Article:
Policing ‘stunt boys’ on suburban trains will be a task that security agencies on the Central Railway’s harbour line will take up this year. ‘Stunt boys’ is a term used for children who try daredevil, death-defying stunts on running trains.
The number of such cases registered has risen in recent times, with several such stunt boys dying while performing the stunts. In 2012, the Railway Protection Force registered 5,764 cases as against 4,806 in 2011 – a 20% jump. Performing such stunts is not only a threat to life, it is also illegal.
Railway officials said that while routine checks on the harbour line has seen a rise in number of people getting caught, it also shows that the trend is rising.
Senior commandant of the Railway Protection Force, Alok Bohra, said they were holding routine checks to apprehend such stunt-performers.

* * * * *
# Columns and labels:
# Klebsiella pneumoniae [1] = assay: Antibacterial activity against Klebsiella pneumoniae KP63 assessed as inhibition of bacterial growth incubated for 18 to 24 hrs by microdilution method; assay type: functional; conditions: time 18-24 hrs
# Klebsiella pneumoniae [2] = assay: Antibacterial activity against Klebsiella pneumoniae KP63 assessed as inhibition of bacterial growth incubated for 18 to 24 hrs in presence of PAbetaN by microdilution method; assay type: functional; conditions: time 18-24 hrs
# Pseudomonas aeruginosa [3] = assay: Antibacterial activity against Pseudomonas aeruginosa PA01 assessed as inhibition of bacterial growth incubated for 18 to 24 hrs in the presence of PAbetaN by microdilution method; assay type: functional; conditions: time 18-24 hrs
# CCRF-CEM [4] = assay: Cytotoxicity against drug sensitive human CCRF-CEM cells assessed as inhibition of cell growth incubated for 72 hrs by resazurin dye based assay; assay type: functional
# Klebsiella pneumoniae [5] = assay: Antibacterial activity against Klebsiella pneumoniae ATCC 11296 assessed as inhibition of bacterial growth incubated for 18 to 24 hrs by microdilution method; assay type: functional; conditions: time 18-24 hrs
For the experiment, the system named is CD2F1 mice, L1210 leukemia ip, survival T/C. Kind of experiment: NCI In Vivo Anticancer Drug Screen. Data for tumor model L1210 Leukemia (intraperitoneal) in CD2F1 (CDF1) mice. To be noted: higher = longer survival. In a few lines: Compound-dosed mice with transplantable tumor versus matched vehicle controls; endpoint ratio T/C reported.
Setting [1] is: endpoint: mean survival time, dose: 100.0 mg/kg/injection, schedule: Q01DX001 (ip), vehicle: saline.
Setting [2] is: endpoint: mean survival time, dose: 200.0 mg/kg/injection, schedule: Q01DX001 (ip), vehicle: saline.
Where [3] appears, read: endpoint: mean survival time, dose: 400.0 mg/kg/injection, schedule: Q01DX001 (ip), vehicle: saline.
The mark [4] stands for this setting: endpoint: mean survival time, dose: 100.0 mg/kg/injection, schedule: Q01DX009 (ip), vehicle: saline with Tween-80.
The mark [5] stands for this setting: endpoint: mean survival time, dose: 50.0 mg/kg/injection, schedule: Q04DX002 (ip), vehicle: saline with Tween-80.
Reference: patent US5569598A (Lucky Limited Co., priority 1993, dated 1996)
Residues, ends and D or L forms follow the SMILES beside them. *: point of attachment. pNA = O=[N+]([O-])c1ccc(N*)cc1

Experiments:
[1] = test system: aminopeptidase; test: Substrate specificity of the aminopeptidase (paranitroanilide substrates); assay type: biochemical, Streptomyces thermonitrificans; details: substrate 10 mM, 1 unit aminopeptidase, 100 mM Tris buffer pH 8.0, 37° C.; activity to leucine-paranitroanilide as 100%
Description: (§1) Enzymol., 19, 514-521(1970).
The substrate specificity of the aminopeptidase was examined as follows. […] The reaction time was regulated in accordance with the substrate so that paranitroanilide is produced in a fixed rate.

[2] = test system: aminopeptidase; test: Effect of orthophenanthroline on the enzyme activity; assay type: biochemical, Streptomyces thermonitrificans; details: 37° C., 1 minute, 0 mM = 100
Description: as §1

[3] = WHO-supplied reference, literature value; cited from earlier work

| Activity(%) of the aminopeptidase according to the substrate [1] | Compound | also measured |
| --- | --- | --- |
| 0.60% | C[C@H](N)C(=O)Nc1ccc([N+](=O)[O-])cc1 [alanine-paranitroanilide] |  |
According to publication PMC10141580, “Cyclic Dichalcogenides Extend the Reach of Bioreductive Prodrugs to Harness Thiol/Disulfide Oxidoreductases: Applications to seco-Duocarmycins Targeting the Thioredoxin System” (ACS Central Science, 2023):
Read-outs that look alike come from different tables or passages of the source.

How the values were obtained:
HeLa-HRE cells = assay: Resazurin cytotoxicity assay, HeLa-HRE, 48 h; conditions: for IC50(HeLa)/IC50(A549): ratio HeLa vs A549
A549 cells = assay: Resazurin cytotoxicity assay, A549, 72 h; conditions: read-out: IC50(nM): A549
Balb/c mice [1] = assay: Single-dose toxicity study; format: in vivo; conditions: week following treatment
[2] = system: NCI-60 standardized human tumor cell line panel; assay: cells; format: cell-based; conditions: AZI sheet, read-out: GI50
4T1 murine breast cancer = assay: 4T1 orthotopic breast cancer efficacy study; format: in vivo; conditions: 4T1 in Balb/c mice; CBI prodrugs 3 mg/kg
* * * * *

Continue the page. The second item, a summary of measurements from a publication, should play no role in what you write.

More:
He said youngsters often indulge in these stunts for a kick. “Many of the boys who have been caught are from very poor families. While people with money can go bungee-jumping, for these boys, stunts on trains gives an adrenalin rush. They don’t realise how dangerous it is,” said Bohra.
Another official said that aspirational value attached to train stunts also causes problems. “In a group, those who can perform stunts are seen as superior to those who can’t,” said the official.
While the railway security agency has created awareness about dangers of performing stunts, Bohra said it will stop only if the youngsters realise its danger.